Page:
Shaken or stirred? Considering the usefulness of critical pedagogy in preparing pre-service teachers to teach health education.

Year: 2013

Author: Shelley, Karen, McCuaig, Louise, Tinning, Richard

Type of paper: Abstract refereed


Health education as practised by teachers in Australian schools is awash with the ideology of healthism (Leahy & McCuaig, 2013).  Scholarship regarding the preparation of teachers for the challenge of teaching HE has been scarce.  A considerable body of research  confirms  the uncritical acceptance and perpetuation of some oppressive and socially unjust practices around the body, committed in the name of teaching H- PE, are counter to the underlying principles of the socio-critical H-PE outlined in contemporary Australian syllabus documents.  This research project seeks to employ critical pedagogy as a means of inspiring  pre- service teachers’ awareness of the system they operate in, its limitations and their capacity to question the taken-for-granted truths associated with “body work” performed in the name of  HPE.  Analytically the  research  draws upon Foucault’s concepts of biopower and biopedagogies (Wright & Harwood, 2009) and  Rabinow & Rose’s (2006) Plane of Actuality to explore and explain the intersections between students’ truth discourses and curriculum and pedagogy.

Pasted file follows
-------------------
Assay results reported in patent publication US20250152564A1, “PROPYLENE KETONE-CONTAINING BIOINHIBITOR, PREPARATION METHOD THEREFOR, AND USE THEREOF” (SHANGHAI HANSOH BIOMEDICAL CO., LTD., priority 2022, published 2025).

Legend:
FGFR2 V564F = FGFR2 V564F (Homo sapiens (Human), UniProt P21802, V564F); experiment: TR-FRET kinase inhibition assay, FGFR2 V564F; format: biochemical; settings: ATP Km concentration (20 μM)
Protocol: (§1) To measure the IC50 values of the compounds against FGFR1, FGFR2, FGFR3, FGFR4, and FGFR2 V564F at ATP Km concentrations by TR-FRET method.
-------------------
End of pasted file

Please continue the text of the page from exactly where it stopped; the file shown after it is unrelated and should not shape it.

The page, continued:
This study examines second and third year undergraduate primary generalist and Human Movement Studies specialist (HPE) teachers’ experience of a critical pedagogically-inspired health education (HE) course at a large metropolitan university in Queensland, Australia.  This paper will focus on preliminary findings from this project that resulted from the observations and document analysis conducted on student tutorial work within this health education course.